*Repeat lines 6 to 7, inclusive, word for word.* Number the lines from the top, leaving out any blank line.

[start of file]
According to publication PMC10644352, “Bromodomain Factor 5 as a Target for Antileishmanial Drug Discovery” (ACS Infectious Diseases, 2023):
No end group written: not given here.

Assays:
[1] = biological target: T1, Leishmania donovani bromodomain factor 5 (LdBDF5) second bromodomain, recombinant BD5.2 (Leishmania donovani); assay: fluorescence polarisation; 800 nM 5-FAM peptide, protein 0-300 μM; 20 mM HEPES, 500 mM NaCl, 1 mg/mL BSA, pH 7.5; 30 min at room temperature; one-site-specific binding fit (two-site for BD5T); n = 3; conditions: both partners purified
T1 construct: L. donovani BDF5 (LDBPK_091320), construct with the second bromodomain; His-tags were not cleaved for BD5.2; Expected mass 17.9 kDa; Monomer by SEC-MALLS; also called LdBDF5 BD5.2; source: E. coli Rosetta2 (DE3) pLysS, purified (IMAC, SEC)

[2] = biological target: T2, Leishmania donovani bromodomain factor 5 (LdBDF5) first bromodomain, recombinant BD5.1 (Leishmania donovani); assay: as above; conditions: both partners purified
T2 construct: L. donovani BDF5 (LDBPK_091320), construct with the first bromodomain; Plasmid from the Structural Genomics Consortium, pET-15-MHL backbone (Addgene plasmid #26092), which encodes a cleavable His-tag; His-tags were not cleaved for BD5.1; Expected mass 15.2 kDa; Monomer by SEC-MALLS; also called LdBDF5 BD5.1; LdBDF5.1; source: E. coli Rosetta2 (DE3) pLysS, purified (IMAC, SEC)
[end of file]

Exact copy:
[2] = biological target: T2, Leishmania donovani bromodomain factor 5 (LdBDF5) first bromodomain, recombinant BD5.1 (Leishmania donovani); assay: as above; conditions: both partners purified
T2 construct: L. donovani BDF5 (LDBPK_091320), construct with the first bromodomain; Plasmid from the Structural Genomics Consortium, pET-15-MHL backbone (Addgene plasmid #26092), which encodes a cleavable His-tag; His-tags were not cleaved for BD5.1; Expected mass 15.2 kDa; Monomer by SEC-MALLS; also called LdBDF5 BD5.1; LdBDF5.1; source: E. coli Rosetta2 (DE3) pLysS, purified (IMAC, SEC)